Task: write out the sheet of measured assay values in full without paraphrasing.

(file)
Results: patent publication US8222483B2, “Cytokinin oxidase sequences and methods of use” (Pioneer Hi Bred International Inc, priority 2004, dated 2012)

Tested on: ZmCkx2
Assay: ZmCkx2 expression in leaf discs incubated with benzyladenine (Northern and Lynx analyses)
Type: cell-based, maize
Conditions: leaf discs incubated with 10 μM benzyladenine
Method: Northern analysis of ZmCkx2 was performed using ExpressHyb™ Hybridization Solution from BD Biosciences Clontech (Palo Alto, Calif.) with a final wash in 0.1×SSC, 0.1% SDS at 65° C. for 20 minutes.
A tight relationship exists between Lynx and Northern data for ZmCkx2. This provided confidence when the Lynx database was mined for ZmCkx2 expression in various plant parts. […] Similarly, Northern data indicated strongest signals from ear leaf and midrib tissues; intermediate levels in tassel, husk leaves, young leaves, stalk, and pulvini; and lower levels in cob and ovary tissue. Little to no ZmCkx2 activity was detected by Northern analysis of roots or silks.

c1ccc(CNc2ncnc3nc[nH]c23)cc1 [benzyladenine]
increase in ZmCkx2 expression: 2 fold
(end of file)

Results: patent publication US8222483B2, “Cytokinin oxidase sequences and methods of use” (Pioneer Hi Bred International Inc, priority 2004, dated 2012)

Tested on: ZmCkx2
Assay: ZmCkx2 expression in leaf discs incubated with benzyladenine (Northern and Lynx analyses)
Type: cell-based, maize
Conditions: leaf discs incubated with 10 μM benzyladenine
Method: Northern analysis of ZmCkx2 was performed using ExpressHyb™ Hybridization Solution from BD Biosciences Clontech (Palo Alto, Calif.) with a final wash in 0.1×SSC, 0.1% SDS at 65° C. for 20 minutes.
A tight relationship exists between Lynx and Northern data for ZmCkx2. This provided confidence when the Lynx database was mined for ZmCkx2 expression in various plant parts. […] Similarly, Northern data indicated strongest signals from ear leaf and midrib tissues; intermediate levels in tassel, husk leaves, young leaves, stalk, and pulvini; and lower levels in cob and ovary tissue. Little to no ZmCkx2 activity was detected by Northern analysis of roots or silks.

c1ccc(CNc2ncnc3nc[nH]c23)cc1 [benzyladenine]
increase in ZmCkx2 expression: 2 fold